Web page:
Reviews written by registered user
|6 reviews in total|
A Q&A session with the producer directly after the screening just reinforced my view of the movie. It was very self indulgent and, for me, missed the mark. The film techniques were very obvious and very contrived. The random, untied threads, that came and went without particular reason were nothing other than irritating. The story was a straightforward one and the subject matter interesting. However "Bypass" neither went anywhere worthwhile, nor offered hope or engagement. Rather a disappointing offering. The only thing that made it worthwhile was George MacKay's performance. He clearly inhabited the character; the pity was that for the viewer we didn't get to see inside his head or heart (or maybe he didn't have one).
A content-rich story which is a good watch and an excellent source of
further discussion. Brilliantly cast with utterly believable
characters, this movie grabbed my attention from start to finish.
The issues of brilliance and difference amongst children (and adults) were laid out to be examined and developed. The vehicle of the Mathematics Olympiad honed the obsessive traits in context and brushed past the issue of bullying within the group. The over-the-shoulder-looks at the past cleverly teased out elements of the present.
It avoided the obvious focus of winning or losing in favour of the bigger prize - human connection.
The perfectly pitched boy-meets-girl thread moved the story to a different plane. The ending was satisfyingly ambiguous in a did they, didn't they, sort of way.
I think it's fair to say that most of us have known a Quinn-type character; excessively nervous, inclined to exhibit OCD tendencies, intelligent but inarticulate, lovable but not obviously attractive. Helberg couldn't be other than he acts himself, could he? His character is played out perfectly and hilariously. If only the same could be said for the other characters, most of which hardly got off the starting blocks. Major opportunities were missed to explore the supporting characters and their motives; maybe other movies will follow to redress this omission? Favourite moment has to be when Quinn realises that his dream "model" girl isn't at all compatible with him and his reaction to those deal-breaking traits. A funny, watchable movie which was exactly the length it needed to be. I would like to see a sequel which told us what happened next to Quinn and perhaps also what happened next to the other main characters, Devon, Kelsey, Jameson, Kurt and Terry (or maybe a retrospective for him).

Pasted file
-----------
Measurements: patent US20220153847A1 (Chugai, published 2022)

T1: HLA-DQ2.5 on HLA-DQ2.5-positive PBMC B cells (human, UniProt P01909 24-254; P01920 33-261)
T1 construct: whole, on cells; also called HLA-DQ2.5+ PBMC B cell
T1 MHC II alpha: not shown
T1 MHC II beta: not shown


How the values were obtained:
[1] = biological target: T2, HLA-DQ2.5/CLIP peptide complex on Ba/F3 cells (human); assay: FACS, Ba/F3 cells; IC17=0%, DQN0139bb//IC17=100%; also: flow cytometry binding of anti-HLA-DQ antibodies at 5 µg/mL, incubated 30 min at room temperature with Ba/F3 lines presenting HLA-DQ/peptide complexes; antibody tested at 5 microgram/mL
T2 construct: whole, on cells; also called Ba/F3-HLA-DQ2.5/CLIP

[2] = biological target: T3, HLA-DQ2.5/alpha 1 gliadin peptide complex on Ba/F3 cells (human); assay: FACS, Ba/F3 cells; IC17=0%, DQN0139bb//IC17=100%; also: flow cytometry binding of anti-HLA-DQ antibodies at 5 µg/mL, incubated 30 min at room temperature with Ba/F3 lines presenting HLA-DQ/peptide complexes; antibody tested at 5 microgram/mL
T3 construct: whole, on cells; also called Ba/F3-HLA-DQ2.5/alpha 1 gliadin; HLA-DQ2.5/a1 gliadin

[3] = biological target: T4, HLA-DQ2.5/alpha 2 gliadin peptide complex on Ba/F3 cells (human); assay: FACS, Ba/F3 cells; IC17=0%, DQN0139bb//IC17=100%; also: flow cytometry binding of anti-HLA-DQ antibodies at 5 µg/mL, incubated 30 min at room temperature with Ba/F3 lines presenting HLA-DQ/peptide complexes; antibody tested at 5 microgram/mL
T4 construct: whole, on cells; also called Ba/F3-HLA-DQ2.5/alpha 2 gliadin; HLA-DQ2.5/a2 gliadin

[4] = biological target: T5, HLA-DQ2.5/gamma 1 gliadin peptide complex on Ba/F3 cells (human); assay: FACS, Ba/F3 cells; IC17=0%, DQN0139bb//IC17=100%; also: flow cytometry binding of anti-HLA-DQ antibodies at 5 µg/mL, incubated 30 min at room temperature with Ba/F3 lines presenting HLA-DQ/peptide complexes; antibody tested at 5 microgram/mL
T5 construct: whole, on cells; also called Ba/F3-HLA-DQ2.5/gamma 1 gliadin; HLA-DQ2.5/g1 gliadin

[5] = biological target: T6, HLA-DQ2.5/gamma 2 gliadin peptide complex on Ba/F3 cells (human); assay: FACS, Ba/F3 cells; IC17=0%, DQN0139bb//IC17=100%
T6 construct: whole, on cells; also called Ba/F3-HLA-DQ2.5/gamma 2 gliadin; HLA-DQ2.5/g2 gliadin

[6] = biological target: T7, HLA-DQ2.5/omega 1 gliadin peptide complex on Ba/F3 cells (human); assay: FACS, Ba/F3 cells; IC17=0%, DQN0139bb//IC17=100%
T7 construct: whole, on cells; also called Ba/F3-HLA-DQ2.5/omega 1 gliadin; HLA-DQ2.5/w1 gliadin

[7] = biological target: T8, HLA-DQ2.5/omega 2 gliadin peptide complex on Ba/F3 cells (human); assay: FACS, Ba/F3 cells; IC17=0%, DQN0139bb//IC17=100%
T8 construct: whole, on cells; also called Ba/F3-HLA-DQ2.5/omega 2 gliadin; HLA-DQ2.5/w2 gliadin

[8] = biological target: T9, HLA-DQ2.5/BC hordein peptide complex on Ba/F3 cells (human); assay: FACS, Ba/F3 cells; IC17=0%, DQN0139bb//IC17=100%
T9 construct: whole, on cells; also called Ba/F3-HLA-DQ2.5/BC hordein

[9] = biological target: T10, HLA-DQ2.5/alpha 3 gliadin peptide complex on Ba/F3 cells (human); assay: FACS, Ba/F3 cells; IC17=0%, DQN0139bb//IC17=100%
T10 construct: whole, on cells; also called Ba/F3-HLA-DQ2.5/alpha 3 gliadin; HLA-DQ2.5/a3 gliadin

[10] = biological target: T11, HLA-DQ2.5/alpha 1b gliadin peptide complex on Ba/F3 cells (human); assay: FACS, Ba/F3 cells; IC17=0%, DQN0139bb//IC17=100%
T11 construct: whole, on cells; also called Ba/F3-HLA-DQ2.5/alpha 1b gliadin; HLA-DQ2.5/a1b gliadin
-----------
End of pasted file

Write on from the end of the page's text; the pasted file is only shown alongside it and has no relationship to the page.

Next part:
A cheese on toast movie, soft on top, with an underpinning of gritty bits. There were plenty of characterful ingredients to this story. Adult daughter on the verge of real professional and personal success, seeking parental endorsement has to be the one I identified most strongly with. Ageing father, on the verge of enforced redundancy/retirement. Ambitious colleague, seeking to impress and make his mark no matter who gets trampled in his haste to do things his way. Loyal friend, fiercely protective of and believing in his colleague. Young wannabe, seeking fame and glory, groomed for moneymaking by an adoring father. Handsome young love interest (yes, that'd be Justin Timberlake) coming to terms with frustrated sporting prowess, on the verge of an acceptable second-best career. Poor, but highly talented kid in the background, on the verge of a preordained life of mediocrity. Clint Eastwood's dialogue was a little hard to catch at times as his voice was weak and husky. I watched this movie after a tiring day of travelling on trains and buses and it was a perfect story to relax me. Interesting enough to hold attention, slow enough to give time for reflection on the developing characters, short enough to watch without the need for a toilet break. The painful moments were nicely balanced by the more predictable, cheesy ones. One to put on the re-watch-in-a-while list.
I always like to see movies based on facts, but this film didn't grip me in the way I thought it would. I found it jumped from location to location and time to time in a confusing way, not helped by lots of khaki (not a feast for the eyes). The characters weren't as engaging as they might have been, but maybe I dozed off when they were being built. I found it rather a sad, dreary, film. The art, central to the whole film, seemed on the periphery. Instead of feeling passionately about the treasures lost (and recovered) and completely championing the project, I found myself wondering if this would ever have commanded the budget in today's military. I enjoyed it, but would not buy the DVD.
This very watchable documentary follows the fate of a yellow school bus once decommissioned from active service on the school run. From the auction to the transit run through the eyes of the courier. On delivery, the importer's perspective is laid out. Side stories of the purchaser of the "raw goods", those transforming the bus fit for purpose for its new life, the background fears of the new drivers, a glimpse into home lives and the price being paid for potential advancement. It was just long enough and just detailed enough. A very objective account of a fascinating upcycling story. The only reason I marked it less than a 10 was that it was a dispassionate account that didn't really engage me emotionally.